19 U.S. Code § 1583 - Examination of outbound mail

(a) Examination
(1) In general
For purposes of ensuring compliance with the Customs laws of the United States and other laws enforced by the Customs Service, including the provisions of law described in paragraph (2), a Customs officer may, subject to the provisions of this section, stop and search at the border, without a search warrant, mail of domestic origin transmitted for export by the United States Postal Service and foreign mail transiting the United States that is being imported or exported by the United States Postal Service.
(2) Provisions of law described
The provisions of law described in this paragraph are the following:
(A) Section 5316 of title 31 (relating to reports on exporting and importing monetary instruments).
(B) Sections 1461, 1463, 1465, and 1466, andchapter 110 of title 18 (relating to obscenity and child pornography).
(C) Section 953 of title 21 (relating to exportation of controlled substances).
(D) The Export Administration Act of 1979 (50 App. U.S.C. 2401 et seq.).
(E) Section 2778 of title 22.
(F) The International Emergency Economic Powers Act (50 U.S.C. 1701 et seq.).
(b) Search of mail not sealed against inspection and other mail
Mail not sealed against inspection under the postal laws and regulations of the United States, mail which bears a Customs declaration, and mail with respect to which the sender or addressee has consented in writing to search, may be searched by a Customs officer.
(c) Search of mail sealed against inspection weighing in excess of 16 ounces
(1) In general
Mail weighing in excess of 16 ounces sealed against inspection under the postal laws and regulations of the United States may be searched by a Customs officer, subject to paragraph (2), if there is reasonable cause to suspect that such mail contains one or more of the following:
(A) Monetary instruments, as defined in section 1956 of title 18.
(B) A weapon of mass destruction, as defined in section 2332a (b)  [1] of title 18.
(C) A drug or other substance listed in schedule I, II, III, or IV in section 812 of title 21.
(D) National defense and related information transmitted in violation of any of sections 793 through 798 of title 18.
(E) Merchandise mailed in violation of section 1715 or 1716 of title 18.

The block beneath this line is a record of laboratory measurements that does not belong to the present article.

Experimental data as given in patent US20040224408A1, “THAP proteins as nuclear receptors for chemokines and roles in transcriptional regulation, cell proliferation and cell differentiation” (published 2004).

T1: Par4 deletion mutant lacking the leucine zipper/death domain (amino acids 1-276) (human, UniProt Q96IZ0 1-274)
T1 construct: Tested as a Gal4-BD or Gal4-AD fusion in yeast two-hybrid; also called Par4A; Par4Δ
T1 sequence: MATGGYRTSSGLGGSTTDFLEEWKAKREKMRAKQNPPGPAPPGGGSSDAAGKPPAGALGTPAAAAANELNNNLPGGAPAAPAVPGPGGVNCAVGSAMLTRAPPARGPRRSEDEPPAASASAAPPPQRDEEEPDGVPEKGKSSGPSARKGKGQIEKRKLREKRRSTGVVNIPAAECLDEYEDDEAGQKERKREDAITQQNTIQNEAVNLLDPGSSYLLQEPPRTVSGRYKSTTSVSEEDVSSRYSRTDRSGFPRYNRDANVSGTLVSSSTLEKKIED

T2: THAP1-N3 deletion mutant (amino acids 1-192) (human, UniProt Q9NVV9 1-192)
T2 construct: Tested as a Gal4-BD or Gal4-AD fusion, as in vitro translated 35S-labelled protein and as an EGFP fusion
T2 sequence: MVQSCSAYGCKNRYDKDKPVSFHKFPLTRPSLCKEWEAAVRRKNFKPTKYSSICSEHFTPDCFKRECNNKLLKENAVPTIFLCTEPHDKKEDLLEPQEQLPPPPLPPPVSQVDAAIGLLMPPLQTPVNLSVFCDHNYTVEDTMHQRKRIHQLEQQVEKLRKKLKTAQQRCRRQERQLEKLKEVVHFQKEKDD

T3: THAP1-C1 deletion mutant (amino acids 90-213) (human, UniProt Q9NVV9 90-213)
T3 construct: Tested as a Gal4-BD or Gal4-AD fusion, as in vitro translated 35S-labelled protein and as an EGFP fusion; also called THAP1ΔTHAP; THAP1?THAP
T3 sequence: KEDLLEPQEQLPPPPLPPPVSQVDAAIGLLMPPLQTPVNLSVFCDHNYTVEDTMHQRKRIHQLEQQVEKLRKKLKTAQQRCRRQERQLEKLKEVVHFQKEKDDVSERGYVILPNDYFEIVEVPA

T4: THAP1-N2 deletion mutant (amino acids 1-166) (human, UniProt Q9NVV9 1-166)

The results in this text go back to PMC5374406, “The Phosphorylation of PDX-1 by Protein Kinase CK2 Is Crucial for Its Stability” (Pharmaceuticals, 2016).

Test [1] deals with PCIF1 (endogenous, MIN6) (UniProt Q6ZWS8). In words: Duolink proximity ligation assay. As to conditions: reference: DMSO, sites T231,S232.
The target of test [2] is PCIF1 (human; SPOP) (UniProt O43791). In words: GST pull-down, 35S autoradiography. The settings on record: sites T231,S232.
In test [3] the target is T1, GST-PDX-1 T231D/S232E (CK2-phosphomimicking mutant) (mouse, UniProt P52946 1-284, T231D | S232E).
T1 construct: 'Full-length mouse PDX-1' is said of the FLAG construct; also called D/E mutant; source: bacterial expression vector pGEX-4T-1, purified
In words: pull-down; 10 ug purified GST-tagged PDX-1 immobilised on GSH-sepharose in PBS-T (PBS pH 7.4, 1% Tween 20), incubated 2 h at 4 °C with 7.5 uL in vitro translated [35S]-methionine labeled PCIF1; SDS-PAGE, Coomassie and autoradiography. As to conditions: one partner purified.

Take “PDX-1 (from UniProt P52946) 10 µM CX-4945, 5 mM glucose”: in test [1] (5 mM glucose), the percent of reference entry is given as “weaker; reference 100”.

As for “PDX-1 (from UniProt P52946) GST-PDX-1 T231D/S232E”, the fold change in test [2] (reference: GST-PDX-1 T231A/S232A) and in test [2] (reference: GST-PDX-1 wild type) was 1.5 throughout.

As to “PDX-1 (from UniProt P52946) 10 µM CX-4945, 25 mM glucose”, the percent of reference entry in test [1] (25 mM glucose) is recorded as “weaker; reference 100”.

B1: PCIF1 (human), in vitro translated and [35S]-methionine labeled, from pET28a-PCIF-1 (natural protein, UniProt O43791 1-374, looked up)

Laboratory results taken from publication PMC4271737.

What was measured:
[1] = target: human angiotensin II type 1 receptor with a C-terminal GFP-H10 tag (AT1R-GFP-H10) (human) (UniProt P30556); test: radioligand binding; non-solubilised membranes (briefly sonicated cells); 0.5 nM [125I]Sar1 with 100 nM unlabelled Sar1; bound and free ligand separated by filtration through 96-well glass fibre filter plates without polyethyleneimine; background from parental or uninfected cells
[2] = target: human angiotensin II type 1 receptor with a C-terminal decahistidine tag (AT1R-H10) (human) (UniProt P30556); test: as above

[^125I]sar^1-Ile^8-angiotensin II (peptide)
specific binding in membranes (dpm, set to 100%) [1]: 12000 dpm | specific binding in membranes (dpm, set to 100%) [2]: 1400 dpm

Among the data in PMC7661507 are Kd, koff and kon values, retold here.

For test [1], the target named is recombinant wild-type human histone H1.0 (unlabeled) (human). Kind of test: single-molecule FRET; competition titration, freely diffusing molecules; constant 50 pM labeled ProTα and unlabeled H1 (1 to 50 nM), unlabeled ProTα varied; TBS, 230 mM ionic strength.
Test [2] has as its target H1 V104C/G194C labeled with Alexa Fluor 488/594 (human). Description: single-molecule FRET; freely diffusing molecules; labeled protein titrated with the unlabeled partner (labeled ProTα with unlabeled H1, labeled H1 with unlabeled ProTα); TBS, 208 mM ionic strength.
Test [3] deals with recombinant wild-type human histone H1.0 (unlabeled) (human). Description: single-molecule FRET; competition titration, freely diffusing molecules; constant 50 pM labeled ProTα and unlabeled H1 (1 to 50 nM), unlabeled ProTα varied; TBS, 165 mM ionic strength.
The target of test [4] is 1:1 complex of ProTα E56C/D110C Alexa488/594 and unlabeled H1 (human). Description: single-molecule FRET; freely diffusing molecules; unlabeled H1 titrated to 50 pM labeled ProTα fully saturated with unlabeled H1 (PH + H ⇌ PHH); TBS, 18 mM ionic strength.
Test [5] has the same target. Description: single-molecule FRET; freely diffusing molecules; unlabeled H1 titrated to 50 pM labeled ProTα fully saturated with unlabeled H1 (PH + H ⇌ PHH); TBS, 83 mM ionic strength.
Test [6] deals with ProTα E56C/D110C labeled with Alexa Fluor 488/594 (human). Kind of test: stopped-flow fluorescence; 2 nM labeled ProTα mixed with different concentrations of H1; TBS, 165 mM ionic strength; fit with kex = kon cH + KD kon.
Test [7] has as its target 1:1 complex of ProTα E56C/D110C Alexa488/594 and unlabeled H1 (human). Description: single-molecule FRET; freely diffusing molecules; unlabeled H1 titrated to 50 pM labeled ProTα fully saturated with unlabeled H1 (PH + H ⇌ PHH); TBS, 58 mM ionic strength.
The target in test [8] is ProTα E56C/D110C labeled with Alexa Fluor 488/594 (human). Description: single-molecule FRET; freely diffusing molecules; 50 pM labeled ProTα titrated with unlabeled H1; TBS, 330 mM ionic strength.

(F) Merchandise mailed in violation of any provision of chapter 71 (relating to obscenity) or chapter 110 (relating to sexual exploitation and other abuse of children) of title 18.
(G) Merchandise mailed in violation of the Export Administration Act of 1979 (50 App. U.S.C. 2401 et seq.).
(H) Merchandise mailed in violation of section 2778 of title 22.
(I) Merchandise mailed in violation of the International Emergency Economic Powers Act (50 U.S.C. 1701 et seq.).
(J) Merchandise mailed in violation of the Trading with the Enemy Act (50 App. U.S.C. 1 et seq.).
(K) Merchandise subject to any other law enforced by the Customs Service.
(2) Limitation
No person acting under the authority of paragraph (1) shall read, or authorize any other person to read, any correspondence contained in mail sealed against inspection unless prior to so reading—
(A) a search warrant has been issued pursuant to rule 41 of the Federal Rules of Criminal Procedure; or
(B) the sender or addressee has given written authorization for such reading.
(d) Search of mail sealed against inspection weighing 16 ounces or less
Notwithstanding any other provision of this section, subsection (a)(1) of this section shall not apply to mail weighing 16 ounces or less sealed against inspection under the postal laws and regulations of the United States.


[1]  See References in Text note below.

Source

(June 17, 1930, ch. 497, title IV, § 583, as added Pub. L. 107–210, div. A, title III, § 344(a),Aug. 6, 2002, 116 Stat. 986; amended Pub. L. 108–429, title II, § 2004(a)(12),Dec. 3, 2004, 118 Stat. 2590.)
References in Text

The Customs laws of the United States, referred to in subsec. (a)(1), are classified generally to this title.